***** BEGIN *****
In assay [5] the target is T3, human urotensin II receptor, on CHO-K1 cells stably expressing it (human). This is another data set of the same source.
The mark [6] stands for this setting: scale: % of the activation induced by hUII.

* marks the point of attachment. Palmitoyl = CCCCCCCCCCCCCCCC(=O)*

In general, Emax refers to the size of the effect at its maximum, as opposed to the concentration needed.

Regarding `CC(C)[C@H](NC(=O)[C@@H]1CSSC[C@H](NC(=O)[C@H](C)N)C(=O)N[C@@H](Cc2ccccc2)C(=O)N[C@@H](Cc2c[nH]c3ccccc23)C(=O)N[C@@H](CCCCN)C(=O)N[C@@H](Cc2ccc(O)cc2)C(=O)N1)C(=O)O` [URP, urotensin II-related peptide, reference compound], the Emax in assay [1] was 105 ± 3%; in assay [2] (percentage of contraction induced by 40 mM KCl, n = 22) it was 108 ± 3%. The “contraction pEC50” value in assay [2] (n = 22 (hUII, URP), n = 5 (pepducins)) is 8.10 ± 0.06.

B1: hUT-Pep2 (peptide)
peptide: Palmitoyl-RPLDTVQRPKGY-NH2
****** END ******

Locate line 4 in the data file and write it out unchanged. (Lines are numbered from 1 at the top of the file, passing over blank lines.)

In general, Emax refers to the size of the effect at its maximum, as opposed to the concentration needed.